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Oil Industry Group Responds To Methane Limit Rollback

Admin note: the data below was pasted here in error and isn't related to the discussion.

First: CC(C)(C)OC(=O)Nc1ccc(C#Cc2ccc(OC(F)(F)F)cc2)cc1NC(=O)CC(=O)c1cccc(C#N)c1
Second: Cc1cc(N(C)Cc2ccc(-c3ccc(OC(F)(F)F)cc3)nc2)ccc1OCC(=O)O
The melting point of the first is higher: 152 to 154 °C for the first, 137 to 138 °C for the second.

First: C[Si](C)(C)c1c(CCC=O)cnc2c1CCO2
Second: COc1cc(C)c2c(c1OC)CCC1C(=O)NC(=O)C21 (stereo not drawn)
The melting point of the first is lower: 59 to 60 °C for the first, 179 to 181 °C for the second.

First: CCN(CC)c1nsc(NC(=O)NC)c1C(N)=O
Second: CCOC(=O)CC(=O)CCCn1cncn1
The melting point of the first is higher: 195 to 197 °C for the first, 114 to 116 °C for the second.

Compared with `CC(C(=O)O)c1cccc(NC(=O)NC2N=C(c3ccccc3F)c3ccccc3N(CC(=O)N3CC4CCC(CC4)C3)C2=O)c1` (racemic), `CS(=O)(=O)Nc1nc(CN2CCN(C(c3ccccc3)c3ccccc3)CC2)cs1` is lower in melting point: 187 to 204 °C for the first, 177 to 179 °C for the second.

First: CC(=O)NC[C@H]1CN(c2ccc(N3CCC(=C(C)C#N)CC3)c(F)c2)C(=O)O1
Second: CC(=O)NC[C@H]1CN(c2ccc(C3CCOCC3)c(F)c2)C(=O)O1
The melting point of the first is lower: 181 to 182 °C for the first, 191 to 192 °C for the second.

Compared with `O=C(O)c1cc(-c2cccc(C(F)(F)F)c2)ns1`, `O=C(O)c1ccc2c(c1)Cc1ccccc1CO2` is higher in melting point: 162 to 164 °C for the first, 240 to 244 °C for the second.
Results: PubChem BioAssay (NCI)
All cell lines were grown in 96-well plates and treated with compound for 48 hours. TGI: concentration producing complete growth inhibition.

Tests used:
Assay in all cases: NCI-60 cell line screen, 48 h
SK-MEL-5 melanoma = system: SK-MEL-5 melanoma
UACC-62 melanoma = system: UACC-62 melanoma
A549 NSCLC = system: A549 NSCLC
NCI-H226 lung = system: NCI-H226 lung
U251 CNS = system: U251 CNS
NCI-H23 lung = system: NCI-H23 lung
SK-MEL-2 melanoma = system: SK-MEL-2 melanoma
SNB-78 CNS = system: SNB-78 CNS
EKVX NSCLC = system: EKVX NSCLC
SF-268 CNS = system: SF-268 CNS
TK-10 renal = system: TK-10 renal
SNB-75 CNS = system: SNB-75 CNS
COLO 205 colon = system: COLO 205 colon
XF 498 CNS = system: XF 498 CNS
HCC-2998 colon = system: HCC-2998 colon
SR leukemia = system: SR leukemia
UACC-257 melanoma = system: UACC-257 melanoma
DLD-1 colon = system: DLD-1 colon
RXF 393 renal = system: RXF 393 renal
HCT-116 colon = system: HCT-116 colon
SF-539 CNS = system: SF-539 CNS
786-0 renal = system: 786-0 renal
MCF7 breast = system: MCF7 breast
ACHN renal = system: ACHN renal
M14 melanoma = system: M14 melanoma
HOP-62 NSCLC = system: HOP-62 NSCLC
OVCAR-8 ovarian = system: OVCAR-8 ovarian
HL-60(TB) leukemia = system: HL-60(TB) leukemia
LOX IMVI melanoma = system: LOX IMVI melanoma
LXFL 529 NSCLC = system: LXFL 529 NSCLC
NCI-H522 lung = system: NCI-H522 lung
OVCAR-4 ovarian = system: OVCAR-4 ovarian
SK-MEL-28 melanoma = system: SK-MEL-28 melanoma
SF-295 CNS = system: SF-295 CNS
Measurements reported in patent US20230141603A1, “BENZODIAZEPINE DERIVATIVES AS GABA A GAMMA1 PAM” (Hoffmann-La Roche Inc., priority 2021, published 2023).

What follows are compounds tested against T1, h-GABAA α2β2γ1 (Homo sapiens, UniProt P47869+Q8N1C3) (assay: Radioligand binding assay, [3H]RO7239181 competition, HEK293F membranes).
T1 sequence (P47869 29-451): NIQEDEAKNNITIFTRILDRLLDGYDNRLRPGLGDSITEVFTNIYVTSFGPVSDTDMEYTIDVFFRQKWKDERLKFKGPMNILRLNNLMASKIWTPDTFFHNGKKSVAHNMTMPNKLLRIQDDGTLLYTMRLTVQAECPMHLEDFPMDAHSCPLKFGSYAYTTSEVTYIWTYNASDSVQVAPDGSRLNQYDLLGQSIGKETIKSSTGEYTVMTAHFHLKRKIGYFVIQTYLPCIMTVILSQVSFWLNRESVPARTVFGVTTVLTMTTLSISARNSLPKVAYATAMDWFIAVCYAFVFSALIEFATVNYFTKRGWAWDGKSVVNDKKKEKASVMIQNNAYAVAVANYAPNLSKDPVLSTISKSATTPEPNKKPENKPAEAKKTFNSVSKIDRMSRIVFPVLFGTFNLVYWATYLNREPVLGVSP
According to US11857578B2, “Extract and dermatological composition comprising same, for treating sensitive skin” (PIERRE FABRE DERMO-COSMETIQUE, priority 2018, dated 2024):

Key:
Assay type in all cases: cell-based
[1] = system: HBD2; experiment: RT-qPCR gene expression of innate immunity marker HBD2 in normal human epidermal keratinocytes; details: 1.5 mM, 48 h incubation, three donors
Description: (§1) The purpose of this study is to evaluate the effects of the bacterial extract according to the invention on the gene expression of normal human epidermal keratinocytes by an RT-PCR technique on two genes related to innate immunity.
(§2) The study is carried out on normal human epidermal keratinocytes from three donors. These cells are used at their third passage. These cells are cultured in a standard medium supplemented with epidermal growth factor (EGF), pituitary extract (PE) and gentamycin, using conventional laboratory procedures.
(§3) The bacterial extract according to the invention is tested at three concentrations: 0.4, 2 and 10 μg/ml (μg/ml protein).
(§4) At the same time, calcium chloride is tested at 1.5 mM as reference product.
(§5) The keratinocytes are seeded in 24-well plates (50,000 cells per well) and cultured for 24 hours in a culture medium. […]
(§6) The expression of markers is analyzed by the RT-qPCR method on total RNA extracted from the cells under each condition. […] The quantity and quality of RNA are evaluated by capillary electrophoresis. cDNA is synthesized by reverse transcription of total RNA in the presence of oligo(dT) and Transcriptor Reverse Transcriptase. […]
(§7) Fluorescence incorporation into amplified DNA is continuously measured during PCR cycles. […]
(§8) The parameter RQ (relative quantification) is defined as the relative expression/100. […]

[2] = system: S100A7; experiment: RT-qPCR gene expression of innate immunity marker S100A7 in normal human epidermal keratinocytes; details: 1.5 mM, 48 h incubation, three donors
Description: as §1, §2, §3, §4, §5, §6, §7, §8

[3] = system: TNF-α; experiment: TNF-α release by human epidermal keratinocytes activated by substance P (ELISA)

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Support for this n._p._r. Podcast and the following message come from the u._p._s. Store offering services from shredding to printing to mail boxing and instead of closing this labor labor day weekend august thirtieth and thirty first the u._p._s. store is doing another ing altogether opening the ups store every aiming for small business and and of course shipping individual store hours may vary by location environmental groups are pushing back on president trump's rollback of regulations that are aimed at curbing methane leaks from oil and gas facilities now you would expect that from environmental groups but some major oil and gas companies are pushing back to the trump administration made this announcement about the rollback yesterday. Methane is a greenhouse gas. It's twenty five times more powerful than carbon dioxide although it does stay stay in the atmosphere for less time here to help us figure. Some of this out is eric melito. He's vice president of upstream industry operations for the american petroleum institute due to good morning sir good morning so a._p._i. Represents hundreds of oil and gas producers some big ones and some small ones. Your organization pressed the administration for this rollback back but some of the biggest oil and gas companies exxon shell. They want the regulations to stay in place what is going on here. Well that's correct but it's also important to understand what these regulations doing what they do not do first of all. It's a proposal so we're not sure what the final rule is. Gonna look like but more importantly this proposal. Jose does not impact the mission control requirements that e._p._a. Put in place back in two thousand twelve to two thousand sixteen so we work closely with e._p._a. To put in good regulations back in two thousand twelve in two thousand sixteen that address emissions of methane what this proposal does it raises the question of the legal authority as to whether or not e._p._a. Can actually regulate methane as a pollutant so it's really a question of statutory construct and whether or not they're following the letter of the law pollutant. What's the question <hes> it's not a hazardous air pollutant. It's a greenhouse gas so the cleaning climate change yeah they have to determine whether or not under this section they have not made an endangerment finding when when they did this in two thousand sixteen when they added this as a pollutant and they're bound to do that by the law right and so right now i'm gonna go out to the public and take comment and determine whether or not they've met that threshold question n._p._r. Talked to former shell oil president john hofmeister mr yesterday. I won't play you something. He said in the future the ability to operate in the fossil fuel industry is going to demand an environmental performance where the public believes that you are protecting the land the water and the air so regulations that protect the water the land and in the air which enable the industry to continue to do what it does are essential for the industry to be successful down the road. If former president of shell oil is he's talking about reputation right regulations convince regular people that there's no funding funny business going on. What do you think about that point that he's making regulations are important in because they make us believe that the things are being done right what we fully agree with that and we support these regulatory requirements they have in place right now and the industry's performance performance over the past ten to twenty years in reducing methane emissions has been a really a success story because we've come up with technologies to get out there and and look at the leaks and reduce them. We've come up with ways to capture emissions during operations and all these technologies and all these innovations have now become part of the regulations and they're part of the regulations that we support and wanna see kept in place. These questions now are really about. What does the future hold. Its methane something that e._p._a. Has the authority to get out there and regulate in this way a and what does that mean for older wells the smaller wells owned by smaller companies if nothing was going wrong if companies were making moves to to limit delete themselves. Why did the obama administration determined that we needed these regulations in the first half of the question as to whether or not regulating new sources as they come come online and phase out the old wells is enough or whether or not you should consider going after the old wells for the ones that are marginal wells not producing very much and and it could impact really small businesses like farmers and ranchers who have them on their properties and kinda even elderly people retirees have these wells and and they rely on them for their for for their income on a monthly basis these types of rules could impact those types of people disproportionately because they could shut those wells in and really take away that income that they rely on okay so it's about small producers here just quickly in the seconds we have left if methane emissions from the ill and guests industry began rising again. You've said they're falling. <hes> will the a._p._i. Then support the federal regulations on methane well i stayed at we support the rags that they haven't placed their effective that they utilize the technology that we've come up with and i'm fully confident. The emissions are going to continue to go down. There's been recent research by no in the federal government that shows that the methane and we're seeing it wasn't going up <hes> it it's coming from other sources and it's not coming from the oil and gas industry so we have a good story and we're gonna keep innovating and advancing technology eric melito of the american petroleum institute thanks.